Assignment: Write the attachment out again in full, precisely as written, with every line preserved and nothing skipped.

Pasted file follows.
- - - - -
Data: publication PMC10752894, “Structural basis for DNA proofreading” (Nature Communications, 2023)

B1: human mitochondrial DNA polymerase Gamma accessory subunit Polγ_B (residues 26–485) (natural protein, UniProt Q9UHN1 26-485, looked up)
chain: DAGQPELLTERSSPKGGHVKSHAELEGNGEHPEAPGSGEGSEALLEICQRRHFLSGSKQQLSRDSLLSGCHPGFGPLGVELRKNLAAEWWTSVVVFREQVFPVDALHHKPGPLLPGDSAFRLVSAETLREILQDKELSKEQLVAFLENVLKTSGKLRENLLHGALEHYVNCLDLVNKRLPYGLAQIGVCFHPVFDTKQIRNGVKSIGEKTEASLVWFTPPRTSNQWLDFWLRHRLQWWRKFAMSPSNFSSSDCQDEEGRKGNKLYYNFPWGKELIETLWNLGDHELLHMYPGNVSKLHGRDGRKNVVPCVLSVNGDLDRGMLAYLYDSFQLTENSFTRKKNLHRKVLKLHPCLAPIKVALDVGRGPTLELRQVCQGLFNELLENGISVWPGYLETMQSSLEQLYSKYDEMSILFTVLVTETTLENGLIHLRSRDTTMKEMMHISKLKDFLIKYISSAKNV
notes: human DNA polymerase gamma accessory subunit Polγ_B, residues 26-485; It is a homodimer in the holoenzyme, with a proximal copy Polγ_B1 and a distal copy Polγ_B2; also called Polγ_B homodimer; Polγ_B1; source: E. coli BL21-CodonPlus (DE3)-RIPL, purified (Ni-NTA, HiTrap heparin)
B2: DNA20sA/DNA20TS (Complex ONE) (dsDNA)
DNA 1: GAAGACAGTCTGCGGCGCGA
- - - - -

Data: publication PMC10752894, “Structural basis for DNA proofreading” (Nature Communications, 2023)

B1: human mitochondrial DNA polymerase Gamma accessory subunit Polγ_B (residues 26–485) (natural protein, UniProt Q9UHN1 26-485, looked up)
chain: DAGQPELLTERSSPKGGHVKSHAELEGNGEHPEAPGSGEGSEALLEICQRRHFLSGSKQQLSRDSLLSGCHPGFGPLGVELRKNLAAEWWTSVVVFREQVFPVDALHHKPGPLLPGDSAFRLVSAETLREILQDKELSKEQLVAFLENVLKTSGKLRENLLHGALEHYVNCLDLVNKRLPYGLAQIGVCFHPVFDTKQIRNGVKSIGEKTEASLVWFTPPRTSNQWLDFWLRHRLQWWRKFAMSPSNFSSSDCQDEEGRKGNKLYYNFPWGKELIETLWNLGDHELLHMYPGNVSKLHGRDGRKNVVPCVLSVNGDLDRGMLAYLYDSFQLTENSFTRKKNLHRKVLKLHPCLAPIKVALDVGRGPTLELRQVCQGLFNELLENGISVWPGYLETMQSSLEQLYSKYDEMSILFTVLVTETTLENGLIHLRSRDTTMKEMMHISKLKDFLIKYISSAKNV
notes: human DNA polymerase gamma accessory subunit Polγ_B, residues 26-485; It is a homodimer in the holoenzyme, with a proximal copy Polγ_B1 and a distal copy Polγ_B2; also called Polγ_B homodimer; Polγ_B1; source: E. coli BL21-CodonPlus (DE3)-RIPL, purified (Ni-NTA, HiTrap heparin)
B2: DNA20sA/DNA20TS (Complex ONE) (dsDNA)
DNA 1: GAAGACAGTCTGCGGCGCGA